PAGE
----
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She therefore made a dead set at him at once, and called into action all her artillery, with the view of attacking his susceptible heart. She established in his presence one perpetual smile-which was in. deed a very sweet one of the sort-sighed occasionally with very great effect, and glanced at him with constancy, and corresponding bashfulness, and frequently while playing removed the wrong peg, at the same time protesting that she actually didn't know what she was about she didn't actually.
At the commencement of these affectionate proceedings the venerable gentleman rallied her gaily, and whenever he did so she felt herself bound to become so confused that she couldn't play at all, she couldn't count, she couldn't help pegging backwards, and the consequence was that she couldn't win a game; but, albeit these little manæuvres were for some time regarded by the experienced eye of her venerable partner with suspicion, her emotion was so deep, and so strong, and so strikingly developed, that while he still entertained the blief that as a general thing love was a gross imposition, he eventually could not but feel that in the gentle Joanna he had discovered the exception that established the rule. He was sure that she loved him—fondly, passionately loved him ; she couldn't help showing it! In his view a man must be blind who couldn't see it ; the thing was so palpable ; nothing could be clearer ; and to be be. loved at his age, and that, too, by a finely-built, cherry-cheeked, nicely-behaved, comfortable-looking creature nearly thirty years younger than himself, was an idea which flattered the venerable gentleman ; he felt it very deeply and thought of it constantly; and as he experienced a variety of sweet feelings which were altogether new to him, he resolved to be, if possible, more killing than ever, as the first grand preliminary to his seeing precisely what could be done. He accordingly became more refined in his language, and dressed with more care, and displayed more agility; and not only related the feats he had performed, but dwelt upon those which he was able with ease to perform then ; in short, having the most tender aspirations by which a lover could be prompted, he felt that his success as a lover was essential to the maintenance of his reputation as a man ; although he knew that when two devoted persons try to win each other's hearts, they seldom, indeed, try in vain. He became much more constant in his visits, and was delighted when Bob was absent, which frequently happened, as he went with his master down to the House, and occasionally waited there for hours.
i in one of these occasions, when the lovers had been playing at their favourite game for some time without the slightest interruption, the venerable gentleman, conscious of the high estimation in which wealth is held by ladies in general, and how greatly it assists the imagination in all matters of love, embraced a fine opportunity, which the fact of his having won ninepence afforded, for making the following remarkable observation:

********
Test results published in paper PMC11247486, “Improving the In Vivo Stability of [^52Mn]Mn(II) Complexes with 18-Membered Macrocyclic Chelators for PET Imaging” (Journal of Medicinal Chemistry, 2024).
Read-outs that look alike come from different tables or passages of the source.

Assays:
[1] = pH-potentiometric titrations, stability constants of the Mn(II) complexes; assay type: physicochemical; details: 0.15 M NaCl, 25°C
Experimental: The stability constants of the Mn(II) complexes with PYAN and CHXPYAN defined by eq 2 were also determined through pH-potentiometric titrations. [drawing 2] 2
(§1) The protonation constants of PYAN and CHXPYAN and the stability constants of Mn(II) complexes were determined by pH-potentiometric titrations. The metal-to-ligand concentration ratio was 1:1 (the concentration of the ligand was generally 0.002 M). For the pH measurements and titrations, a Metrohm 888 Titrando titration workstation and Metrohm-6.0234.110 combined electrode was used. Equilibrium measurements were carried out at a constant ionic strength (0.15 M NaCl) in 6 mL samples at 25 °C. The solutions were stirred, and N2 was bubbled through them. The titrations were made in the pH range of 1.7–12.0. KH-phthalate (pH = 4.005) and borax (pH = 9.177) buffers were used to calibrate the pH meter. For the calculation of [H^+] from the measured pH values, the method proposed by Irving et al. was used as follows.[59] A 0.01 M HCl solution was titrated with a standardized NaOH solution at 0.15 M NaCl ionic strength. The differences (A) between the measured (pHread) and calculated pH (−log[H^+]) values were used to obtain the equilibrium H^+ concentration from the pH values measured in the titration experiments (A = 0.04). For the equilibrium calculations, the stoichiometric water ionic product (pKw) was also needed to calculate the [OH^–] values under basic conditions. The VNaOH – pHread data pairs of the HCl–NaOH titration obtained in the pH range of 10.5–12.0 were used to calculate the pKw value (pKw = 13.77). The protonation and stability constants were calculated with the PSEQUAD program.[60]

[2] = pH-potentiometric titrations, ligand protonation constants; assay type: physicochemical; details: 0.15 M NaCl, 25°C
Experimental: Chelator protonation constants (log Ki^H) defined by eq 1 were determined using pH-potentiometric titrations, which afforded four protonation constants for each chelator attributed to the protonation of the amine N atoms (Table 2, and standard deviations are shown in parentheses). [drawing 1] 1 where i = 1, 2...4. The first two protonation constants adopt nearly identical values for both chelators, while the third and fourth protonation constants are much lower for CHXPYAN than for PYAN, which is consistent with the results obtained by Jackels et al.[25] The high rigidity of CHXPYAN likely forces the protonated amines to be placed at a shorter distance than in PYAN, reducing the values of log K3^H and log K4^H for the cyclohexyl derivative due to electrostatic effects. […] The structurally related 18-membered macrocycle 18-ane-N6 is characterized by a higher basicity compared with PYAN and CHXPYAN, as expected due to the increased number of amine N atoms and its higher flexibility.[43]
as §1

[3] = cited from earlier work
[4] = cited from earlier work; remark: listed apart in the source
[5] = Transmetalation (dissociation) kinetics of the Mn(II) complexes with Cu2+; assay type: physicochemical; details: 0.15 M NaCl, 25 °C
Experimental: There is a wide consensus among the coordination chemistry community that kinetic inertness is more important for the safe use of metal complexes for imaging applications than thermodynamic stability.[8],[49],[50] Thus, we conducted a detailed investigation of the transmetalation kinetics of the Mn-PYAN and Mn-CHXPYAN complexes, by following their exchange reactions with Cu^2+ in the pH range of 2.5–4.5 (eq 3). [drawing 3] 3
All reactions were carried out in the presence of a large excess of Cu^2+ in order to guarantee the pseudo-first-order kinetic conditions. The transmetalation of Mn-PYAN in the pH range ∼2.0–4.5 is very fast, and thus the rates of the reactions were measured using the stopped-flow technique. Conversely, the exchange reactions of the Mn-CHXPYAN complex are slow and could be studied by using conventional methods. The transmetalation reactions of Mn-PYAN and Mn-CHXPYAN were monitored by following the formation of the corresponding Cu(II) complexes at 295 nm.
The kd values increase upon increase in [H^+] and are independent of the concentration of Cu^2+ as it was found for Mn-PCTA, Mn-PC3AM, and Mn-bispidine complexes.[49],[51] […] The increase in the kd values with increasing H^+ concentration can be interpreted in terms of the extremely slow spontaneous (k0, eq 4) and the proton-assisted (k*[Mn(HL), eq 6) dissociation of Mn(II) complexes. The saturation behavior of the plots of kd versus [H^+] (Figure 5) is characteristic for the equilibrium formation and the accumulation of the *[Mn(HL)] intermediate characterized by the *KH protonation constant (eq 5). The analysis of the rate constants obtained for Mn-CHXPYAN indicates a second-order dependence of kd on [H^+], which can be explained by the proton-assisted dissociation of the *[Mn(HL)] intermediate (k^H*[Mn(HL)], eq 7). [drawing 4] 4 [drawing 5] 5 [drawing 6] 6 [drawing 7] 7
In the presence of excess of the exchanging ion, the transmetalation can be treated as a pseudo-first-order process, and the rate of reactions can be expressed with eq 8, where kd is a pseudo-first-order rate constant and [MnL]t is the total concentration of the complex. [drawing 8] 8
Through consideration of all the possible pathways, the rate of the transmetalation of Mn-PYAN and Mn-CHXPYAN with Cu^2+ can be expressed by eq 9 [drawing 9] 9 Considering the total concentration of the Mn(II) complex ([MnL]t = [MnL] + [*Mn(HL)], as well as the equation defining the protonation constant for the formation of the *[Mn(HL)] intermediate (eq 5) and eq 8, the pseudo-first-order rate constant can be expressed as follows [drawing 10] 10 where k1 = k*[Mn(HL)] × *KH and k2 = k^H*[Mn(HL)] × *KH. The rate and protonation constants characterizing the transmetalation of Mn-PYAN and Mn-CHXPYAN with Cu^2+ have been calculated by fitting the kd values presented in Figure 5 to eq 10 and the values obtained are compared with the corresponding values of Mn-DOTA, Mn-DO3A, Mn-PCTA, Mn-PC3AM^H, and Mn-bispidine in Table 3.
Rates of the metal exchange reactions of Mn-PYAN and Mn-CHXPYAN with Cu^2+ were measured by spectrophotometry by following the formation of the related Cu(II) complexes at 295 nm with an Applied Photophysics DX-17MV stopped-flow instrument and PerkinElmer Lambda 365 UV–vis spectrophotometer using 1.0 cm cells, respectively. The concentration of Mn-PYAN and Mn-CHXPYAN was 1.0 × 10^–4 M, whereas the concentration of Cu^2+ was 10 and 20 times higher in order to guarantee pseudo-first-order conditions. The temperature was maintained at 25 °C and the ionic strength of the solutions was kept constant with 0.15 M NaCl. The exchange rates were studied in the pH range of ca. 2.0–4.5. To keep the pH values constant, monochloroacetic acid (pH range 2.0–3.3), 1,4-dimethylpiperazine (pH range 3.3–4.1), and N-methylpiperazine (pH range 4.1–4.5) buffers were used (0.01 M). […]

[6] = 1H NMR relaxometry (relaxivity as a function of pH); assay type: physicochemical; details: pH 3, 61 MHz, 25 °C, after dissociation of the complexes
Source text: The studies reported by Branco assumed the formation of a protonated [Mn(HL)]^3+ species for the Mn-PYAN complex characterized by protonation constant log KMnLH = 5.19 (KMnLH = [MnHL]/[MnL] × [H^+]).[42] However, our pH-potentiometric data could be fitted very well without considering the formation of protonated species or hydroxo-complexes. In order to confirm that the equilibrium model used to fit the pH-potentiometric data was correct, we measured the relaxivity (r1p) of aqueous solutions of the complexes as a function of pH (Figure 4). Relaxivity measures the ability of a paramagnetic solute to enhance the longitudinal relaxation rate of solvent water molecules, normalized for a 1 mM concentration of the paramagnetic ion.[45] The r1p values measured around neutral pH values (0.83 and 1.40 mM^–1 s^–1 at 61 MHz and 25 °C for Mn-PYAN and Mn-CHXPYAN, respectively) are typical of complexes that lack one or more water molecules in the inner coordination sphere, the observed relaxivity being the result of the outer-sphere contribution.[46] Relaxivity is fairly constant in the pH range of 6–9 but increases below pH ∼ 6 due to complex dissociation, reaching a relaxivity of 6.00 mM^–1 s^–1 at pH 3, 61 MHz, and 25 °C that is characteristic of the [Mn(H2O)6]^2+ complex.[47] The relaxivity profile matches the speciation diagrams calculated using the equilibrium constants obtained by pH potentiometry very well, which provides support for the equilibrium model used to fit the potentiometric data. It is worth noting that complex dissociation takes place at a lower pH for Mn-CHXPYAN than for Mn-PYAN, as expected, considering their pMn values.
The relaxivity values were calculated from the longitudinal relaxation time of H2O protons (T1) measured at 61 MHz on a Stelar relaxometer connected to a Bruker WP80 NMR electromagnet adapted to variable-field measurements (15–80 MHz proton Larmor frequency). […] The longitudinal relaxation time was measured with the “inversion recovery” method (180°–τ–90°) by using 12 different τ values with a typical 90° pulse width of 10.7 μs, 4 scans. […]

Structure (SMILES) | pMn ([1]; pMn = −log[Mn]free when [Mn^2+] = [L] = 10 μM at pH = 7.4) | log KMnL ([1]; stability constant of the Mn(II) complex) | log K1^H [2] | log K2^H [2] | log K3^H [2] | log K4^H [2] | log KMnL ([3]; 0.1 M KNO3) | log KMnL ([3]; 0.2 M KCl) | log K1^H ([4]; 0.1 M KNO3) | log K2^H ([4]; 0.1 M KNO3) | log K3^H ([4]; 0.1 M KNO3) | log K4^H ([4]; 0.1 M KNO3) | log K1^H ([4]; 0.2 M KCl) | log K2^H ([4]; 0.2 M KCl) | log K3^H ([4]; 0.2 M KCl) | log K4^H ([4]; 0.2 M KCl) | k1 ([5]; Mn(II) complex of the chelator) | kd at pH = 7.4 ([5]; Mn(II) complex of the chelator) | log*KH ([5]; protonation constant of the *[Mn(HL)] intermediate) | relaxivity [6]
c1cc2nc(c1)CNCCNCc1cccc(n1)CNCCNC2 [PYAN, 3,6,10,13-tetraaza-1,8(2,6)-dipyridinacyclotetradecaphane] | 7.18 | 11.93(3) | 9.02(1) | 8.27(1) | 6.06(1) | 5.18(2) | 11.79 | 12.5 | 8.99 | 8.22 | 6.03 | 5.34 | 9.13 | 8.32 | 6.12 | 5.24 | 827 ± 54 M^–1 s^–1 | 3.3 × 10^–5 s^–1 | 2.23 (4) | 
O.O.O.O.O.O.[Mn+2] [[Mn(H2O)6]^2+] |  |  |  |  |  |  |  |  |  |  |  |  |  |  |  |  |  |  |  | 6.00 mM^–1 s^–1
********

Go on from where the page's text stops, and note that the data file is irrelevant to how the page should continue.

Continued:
Wot a hexcellent thing lots o' money is, ain't it.' Joanna blushed deeply, and felt extremely tremulous; but, conceiving it to be her duty to say something, she faintly replied,
• Why, it certingly is an excessively excellent thing ; but happiness for me, Mr. Joseph, before all the money. Happiness isn't to be bought, for there's no shop in life where it's sold.
''That's hall werry regʻlar,' rejoined the venerable gentleman. • You're quite correctly right in that air ; still money's a hout and
hout thing ! on’y go for to look at the adwantages on it!-on'y see 'ow hindependent they are, them as does persess lots; vile them as don't, is in a wuss state of slavery than the black popplation there out by the North Pole. They're never theirselves them as ain't got no money. They can't hold their heads up: it's clean against natur'. Jist pint out to me a hindiwidual a-vendin' his vay along the streets, on’y jist let me look at him full in the face, and if don't tell you vether he's got any money or not, I'll be bound to be blessed ; cos he as hasn't, allus looks werry petickler down his nose; vile he as has, takes jist about as much notice of that horgan as if he hadn't got one. He can't look right straight at yer, him wot's got all his pockets empty ; he can't ketch yer hearty and vorm by the hand; he can't speak like a hinnercent man: his woice shivers and shakes jist for all the vorld as if it vos ashamed of itself; and he mumbles, and trembles, and wobbles, vile the corners of his mouth drops right away down in the rottenest manner alive ; verehas, the man vich has got plenty in his pocket can look at yer fierce. He can take yer hand vith henergy, and speak up as if he owed yer nothink, and vornt a bit aseared on yer, vich makes great hodds! Ven I meets a friend, now, vich ain't got no money, I don't like to see him.- I can't say I do,—not a bit acos I'm spungy or anythink o' that; but I'd rayther not see him. I some'ow or nother don't like it. I pities him ; and, as pity wounds the feelings, it ain't consequentially pleasant. If a friend in them there circumstantials ses to me, “ Have yer got sich a thing as a couple o'shillin's," it cuts me to the quick; not acos I at all objects to lend it, nor cos I don't hand him over double wot he arsts for, and never expects to vitness agin the colour of the money, but it's cos it hurts my sentiments to see him, and wounds me to think wot his feelings must be. That's the p’int, you know !-that's vere he feels it!'